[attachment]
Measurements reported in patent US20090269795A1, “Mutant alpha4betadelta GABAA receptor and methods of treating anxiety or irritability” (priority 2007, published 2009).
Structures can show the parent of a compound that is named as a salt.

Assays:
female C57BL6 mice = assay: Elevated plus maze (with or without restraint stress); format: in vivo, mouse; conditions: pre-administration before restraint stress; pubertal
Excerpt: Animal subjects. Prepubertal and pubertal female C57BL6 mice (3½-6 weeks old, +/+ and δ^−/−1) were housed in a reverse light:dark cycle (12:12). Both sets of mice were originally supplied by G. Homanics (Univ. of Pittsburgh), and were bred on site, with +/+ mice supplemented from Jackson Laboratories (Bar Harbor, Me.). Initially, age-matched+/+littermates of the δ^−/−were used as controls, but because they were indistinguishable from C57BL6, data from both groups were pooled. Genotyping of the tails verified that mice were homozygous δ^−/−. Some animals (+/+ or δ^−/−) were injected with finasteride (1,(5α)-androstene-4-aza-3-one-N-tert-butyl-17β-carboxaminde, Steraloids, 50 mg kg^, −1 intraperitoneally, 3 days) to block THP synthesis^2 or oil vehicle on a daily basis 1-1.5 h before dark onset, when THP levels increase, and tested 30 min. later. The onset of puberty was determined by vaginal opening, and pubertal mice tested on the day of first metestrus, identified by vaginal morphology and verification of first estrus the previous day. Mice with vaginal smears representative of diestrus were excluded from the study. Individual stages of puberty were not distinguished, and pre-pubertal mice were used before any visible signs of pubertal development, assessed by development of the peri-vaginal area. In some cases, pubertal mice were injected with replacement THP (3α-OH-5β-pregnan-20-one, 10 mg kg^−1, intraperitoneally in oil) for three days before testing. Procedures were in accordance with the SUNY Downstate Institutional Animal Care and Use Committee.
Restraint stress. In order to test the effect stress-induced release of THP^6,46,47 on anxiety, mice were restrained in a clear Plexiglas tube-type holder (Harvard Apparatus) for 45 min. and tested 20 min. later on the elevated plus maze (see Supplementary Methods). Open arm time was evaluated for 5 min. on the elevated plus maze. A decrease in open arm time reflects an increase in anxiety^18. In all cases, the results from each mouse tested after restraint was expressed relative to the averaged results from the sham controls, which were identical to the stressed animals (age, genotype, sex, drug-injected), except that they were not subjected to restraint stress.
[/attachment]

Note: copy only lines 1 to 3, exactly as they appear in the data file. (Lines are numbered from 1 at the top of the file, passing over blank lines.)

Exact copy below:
Measurements reported in patent US20090269795A1, “Mutant alpha4betadelta GABAA receptor and methods of treating anxiety or irritability” (priority 2007, published 2009).
Structures can show the parent of a compound that is named as a salt.

Assays: